Pregnant with my daughter after the loss of my son, life is often complicated. Sometimes I can’t sleep. Sometimes I write about it.
Dear Natural Childbirth Educator, I always considered myself part of the natural community, and this is why I followed you. I read the traditional books, but your words were more comforting. I only wish you would have talked about stillbirth, because until it happened to me, I had no idea.
Statistics are funny. I wish someone would do a study on the chances for real, taking into account the multiple factors that contribute to fertility. I still don’t know if I’m an anomaly, or if I just got lucky. I don’t FEEL lucky. Getting pregnant is only part of the overall story.
I keep waiting for sunshine, for something to tell me life isn’t always blue. I live in shades of blue.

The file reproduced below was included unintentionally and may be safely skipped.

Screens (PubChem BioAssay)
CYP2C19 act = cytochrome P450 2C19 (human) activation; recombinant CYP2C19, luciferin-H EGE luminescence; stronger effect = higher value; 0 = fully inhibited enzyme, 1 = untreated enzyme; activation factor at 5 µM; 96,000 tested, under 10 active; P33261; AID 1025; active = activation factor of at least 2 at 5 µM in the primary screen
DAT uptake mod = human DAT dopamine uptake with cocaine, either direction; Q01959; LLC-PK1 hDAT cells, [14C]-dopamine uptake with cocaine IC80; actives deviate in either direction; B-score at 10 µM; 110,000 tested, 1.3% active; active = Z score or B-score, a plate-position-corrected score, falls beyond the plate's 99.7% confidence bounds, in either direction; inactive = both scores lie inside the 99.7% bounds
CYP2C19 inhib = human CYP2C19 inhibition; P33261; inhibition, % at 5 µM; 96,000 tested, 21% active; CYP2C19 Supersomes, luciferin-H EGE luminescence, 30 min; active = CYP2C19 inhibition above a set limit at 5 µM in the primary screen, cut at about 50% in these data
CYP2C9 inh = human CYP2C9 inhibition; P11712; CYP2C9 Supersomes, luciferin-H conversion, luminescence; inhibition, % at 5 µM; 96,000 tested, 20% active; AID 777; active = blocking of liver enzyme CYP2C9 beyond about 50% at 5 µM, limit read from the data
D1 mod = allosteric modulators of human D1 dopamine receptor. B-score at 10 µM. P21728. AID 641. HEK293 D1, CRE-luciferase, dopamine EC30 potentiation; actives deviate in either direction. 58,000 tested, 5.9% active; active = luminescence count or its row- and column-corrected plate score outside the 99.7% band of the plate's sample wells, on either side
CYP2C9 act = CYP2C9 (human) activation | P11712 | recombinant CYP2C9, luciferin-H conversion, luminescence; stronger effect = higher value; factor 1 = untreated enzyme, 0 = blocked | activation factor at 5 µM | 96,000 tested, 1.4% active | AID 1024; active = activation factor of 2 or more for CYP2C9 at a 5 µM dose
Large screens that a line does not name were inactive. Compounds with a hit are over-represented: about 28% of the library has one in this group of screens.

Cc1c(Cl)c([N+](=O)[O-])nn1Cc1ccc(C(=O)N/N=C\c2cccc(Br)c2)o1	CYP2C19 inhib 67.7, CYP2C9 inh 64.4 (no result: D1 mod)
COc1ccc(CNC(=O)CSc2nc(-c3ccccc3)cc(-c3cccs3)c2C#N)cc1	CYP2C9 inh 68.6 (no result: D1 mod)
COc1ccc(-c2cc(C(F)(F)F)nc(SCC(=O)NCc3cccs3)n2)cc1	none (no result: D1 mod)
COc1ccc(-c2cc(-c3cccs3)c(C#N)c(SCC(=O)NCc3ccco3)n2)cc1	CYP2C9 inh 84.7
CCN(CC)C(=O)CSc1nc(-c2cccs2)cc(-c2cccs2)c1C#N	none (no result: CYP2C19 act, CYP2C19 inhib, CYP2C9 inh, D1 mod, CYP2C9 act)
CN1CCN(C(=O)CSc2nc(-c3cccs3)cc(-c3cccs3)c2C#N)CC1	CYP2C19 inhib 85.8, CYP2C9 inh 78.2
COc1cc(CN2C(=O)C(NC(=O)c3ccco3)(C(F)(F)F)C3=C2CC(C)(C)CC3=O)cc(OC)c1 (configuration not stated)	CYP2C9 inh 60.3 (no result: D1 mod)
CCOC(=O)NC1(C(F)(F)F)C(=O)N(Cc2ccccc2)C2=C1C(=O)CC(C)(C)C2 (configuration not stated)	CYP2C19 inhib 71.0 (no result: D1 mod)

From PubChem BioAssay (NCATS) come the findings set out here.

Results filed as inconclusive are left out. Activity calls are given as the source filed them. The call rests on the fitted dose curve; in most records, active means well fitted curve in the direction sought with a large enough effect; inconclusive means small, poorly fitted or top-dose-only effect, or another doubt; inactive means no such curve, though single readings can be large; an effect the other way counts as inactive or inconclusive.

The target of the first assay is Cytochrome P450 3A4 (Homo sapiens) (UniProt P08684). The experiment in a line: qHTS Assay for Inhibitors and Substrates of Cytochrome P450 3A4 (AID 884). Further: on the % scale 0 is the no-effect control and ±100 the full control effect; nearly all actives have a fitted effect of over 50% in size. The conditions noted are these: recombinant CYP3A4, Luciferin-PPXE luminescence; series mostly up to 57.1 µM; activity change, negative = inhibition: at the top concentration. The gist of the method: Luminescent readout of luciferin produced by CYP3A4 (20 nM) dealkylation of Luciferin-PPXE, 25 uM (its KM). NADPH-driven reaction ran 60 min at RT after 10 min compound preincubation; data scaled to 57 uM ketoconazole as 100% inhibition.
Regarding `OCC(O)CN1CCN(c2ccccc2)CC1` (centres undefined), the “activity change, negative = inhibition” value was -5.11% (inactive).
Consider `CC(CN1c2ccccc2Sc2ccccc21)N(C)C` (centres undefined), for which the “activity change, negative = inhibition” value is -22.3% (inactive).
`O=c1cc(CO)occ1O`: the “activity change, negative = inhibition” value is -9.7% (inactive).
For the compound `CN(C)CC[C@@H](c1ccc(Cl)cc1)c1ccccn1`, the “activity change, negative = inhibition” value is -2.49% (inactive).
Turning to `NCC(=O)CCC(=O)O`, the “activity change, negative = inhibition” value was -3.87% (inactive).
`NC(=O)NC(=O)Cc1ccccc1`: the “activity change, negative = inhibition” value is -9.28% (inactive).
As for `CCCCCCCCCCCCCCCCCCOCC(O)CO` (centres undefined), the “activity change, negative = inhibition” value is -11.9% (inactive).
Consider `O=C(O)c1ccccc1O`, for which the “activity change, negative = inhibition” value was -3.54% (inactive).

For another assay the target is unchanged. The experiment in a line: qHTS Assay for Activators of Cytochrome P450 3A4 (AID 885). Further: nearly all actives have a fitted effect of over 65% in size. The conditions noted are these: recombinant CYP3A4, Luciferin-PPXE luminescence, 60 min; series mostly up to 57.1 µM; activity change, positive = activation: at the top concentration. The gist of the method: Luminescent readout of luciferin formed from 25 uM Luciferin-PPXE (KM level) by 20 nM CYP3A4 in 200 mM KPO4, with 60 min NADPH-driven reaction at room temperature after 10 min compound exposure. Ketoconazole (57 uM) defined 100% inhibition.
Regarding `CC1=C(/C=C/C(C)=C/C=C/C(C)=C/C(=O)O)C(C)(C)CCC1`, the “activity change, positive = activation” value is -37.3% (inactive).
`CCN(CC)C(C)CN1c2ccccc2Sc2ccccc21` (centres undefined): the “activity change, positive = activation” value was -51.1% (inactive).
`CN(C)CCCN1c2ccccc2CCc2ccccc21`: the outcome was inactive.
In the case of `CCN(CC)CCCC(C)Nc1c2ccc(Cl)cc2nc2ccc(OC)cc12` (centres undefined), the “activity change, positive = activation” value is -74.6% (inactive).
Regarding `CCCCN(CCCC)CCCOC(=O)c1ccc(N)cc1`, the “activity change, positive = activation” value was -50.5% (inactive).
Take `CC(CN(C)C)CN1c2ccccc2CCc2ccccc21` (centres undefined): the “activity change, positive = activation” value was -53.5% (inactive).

1 in 160. That’s the rate of stillbirth in America today. Other countries may be higher or lower, but most hover around similar points. 1 in 160. Less than 1%. Sometimes called “rare.” It’s interesting how we define “rare.”
My son had a favorite place to kick me when I was pregnant. After he died, I documented this place with a tattoo of his footprints. Pregnant with my daughter now, she kicks in the same place, and it stimulates so many memories.
Sometimes the minutiae of life is overwhelming, and sometimes when we try to share about how it’s difficult, people get sidetracked on the details instead of the bigger picture. It’s not about the sunscreen, though; it’s so much harder than that.